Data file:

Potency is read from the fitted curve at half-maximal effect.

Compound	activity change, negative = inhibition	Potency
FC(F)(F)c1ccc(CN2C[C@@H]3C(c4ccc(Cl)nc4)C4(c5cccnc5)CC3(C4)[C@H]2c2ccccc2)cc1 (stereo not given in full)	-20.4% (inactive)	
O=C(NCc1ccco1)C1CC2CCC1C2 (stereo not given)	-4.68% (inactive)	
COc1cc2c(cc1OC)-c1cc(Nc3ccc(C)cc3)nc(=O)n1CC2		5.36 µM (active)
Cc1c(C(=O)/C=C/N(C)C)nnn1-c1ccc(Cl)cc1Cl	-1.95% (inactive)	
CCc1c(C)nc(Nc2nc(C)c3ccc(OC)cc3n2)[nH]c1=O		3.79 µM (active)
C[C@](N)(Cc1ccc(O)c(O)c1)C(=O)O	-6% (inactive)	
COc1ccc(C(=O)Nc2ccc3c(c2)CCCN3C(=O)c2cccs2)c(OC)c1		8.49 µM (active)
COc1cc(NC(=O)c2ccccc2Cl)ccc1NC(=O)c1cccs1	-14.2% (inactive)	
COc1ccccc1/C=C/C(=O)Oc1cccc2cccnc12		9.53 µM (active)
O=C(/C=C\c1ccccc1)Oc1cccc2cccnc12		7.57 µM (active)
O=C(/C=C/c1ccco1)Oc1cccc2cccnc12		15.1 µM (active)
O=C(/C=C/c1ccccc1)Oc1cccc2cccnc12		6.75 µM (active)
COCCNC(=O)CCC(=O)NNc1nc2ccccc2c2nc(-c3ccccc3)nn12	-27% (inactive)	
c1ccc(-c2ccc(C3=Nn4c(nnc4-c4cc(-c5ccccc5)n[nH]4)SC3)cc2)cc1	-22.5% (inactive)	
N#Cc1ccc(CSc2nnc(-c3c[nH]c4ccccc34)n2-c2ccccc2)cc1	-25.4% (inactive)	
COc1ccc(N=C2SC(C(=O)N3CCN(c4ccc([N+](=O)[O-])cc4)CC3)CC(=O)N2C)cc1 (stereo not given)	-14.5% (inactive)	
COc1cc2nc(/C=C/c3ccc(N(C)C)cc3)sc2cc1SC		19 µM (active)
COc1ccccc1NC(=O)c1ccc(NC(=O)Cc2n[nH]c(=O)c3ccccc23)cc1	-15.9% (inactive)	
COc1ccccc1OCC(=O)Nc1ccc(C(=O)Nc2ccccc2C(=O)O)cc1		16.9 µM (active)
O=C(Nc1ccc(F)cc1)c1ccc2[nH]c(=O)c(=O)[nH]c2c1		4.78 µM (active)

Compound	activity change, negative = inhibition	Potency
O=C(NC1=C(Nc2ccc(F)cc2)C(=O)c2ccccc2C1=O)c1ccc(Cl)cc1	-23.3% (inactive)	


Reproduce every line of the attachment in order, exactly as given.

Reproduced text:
Potency is read from the fitted curve at half-maximal effect.

Compound	activity change, negative = inhibition	Potency
FC(F)(F)c1ccc(CN2C[C@@H]3C(c4ccc(Cl)nc4)C4(c5cccnc5)CC3(C4)[C@H]2c2ccccc2)cc1 (stereo not given in full)	-20.4% (inactive)	
O=C(NCc1ccco1)C1CC2CCC1C2 (stereo not given)	-4.68% (inactive)	
COc1cc2c(cc1OC)-c1cc(Nc3ccc(C)cc3)nc(=O)n1CC2		5.36 µM (active)
Cc1c(C(=O)/C=C/N(C)C)nnn1-c1ccc(Cl)cc1Cl	-1.95% (inactive)	
CCc1c(C)nc(Nc2nc(C)c3ccc(OC)cc3n2)[nH]c1=O		3.79 µM (active)
C[C@](N)(Cc1ccc(O)c(O)c1)C(=O)O	-6% (inactive)	
COc1ccc(C(=O)Nc2ccc3c(c2)CCCN3C(=O)c2cccs2)c(OC)c1		8.49 µM (active)
COc1cc(NC(=O)c2ccccc2Cl)ccc1NC(=O)c1cccs1	-14.2% (inactive)	
COc1ccccc1/C=C/C(=O)Oc1cccc2cccnc12		9.53 µM (active)
O=C(/C=C\c1ccccc1)Oc1cccc2cccnc12		7.57 µM (active)
O=C(/C=C/c1ccco1)Oc1cccc2cccnc12		15.1 µM (active)
O=C(/C=C/c1ccccc1)Oc1cccc2cccnc12		6.75 µM (active)
COCCNC(=O)CCC(=O)NNc1nc2ccccc2c2nc(-c3ccccc3)nn12	-27% (inactive)	
c1ccc(-c2ccc(C3=Nn4c(nnc4-c4cc(-c5ccccc5)n[nH]4)SC3)cc2)cc1	-22.5% (inactive)	
N#Cc1ccc(CSc2nnc(-c3c[nH]c4ccccc34)n2-c2ccccc2)cc1	-25.4% (inactive)	
COc1ccc(N=C2SC(C(=O)N3CCN(c4ccc([N+](=O)[O-])cc4)CC3)CC(=O)N2C)cc1 (stereo not given)	-14.5% (inactive)	
COc1cc2nc(/C=C/c3ccc(N(C)C)cc3)sc2cc1SC		19 µM (active)
COc1ccccc1NC(=O)c1ccc(NC(=O)Cc2n[nH]c(=O)c3ccccc23)cc1	-15.9% (inactive)	
COc1ccccc1OCC(=O)Nc1ccc(C(=O)Nc2ccccc2C(=O)O)cc1		16.9 µM (active)
O=C(Nc1ccc(F)cc1)c1ccc2[nH]c(=O)c(=O)[nH]c2c1		4.78 µM (active)

Compound	activity change, negative = inhibition	Potency
O=C(NC1=C(Nc2ccc(F)cc2)C(=O)c2ccccc2C1=O)c1ccc(Cl)cc1	-23.3% (inactive)	